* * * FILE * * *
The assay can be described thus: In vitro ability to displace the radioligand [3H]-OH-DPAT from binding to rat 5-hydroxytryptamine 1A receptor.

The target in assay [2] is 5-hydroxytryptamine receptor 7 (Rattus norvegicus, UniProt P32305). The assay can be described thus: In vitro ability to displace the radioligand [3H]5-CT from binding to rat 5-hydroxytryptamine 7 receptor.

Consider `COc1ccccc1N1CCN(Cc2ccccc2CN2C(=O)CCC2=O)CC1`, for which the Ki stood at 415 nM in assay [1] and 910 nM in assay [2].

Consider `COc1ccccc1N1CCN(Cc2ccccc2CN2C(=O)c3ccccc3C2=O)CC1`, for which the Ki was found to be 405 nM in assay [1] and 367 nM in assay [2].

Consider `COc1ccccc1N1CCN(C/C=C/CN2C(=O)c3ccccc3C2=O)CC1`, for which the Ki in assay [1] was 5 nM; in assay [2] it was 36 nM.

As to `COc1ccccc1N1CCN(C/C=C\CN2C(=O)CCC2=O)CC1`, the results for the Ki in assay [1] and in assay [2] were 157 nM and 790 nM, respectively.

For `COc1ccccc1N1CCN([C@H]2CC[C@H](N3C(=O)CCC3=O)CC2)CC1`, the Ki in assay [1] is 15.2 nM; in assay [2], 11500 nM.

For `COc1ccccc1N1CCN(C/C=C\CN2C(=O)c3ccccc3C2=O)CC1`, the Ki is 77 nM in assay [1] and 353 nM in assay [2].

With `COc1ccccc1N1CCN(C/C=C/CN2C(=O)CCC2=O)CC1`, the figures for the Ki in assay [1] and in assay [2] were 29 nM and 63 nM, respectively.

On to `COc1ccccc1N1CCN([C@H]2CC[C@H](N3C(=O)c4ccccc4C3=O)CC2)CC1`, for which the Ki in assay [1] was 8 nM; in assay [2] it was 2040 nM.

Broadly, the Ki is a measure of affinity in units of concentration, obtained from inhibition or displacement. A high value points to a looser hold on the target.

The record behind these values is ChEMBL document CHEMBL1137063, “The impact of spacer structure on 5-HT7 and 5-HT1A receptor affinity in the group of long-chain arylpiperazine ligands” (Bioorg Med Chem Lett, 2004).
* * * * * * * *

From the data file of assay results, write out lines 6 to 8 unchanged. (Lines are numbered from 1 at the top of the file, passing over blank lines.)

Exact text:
As to `COc1ccccc1N1CCN(C/C=C\CN2C(=O)CCC2=O)CC1`, the results for the Ki in assay [1] and in assay [2] were 157 nM and 790 nM, respectively.

For `COc1ccccc1N1CCN([C@H]2CC[C@H](N3C(=O)CCC3=O)CC2)CC1`, the Ki in assay [1] is 15.2 nM; in assay [2], 11500 nM.

For `COc1ccccc1N1CCN(C/C=C\CN2C(=O)c3ccccc3C2=O)CC1`, the Ki is 77 nM in assay [1] and 353 nM in assay [2].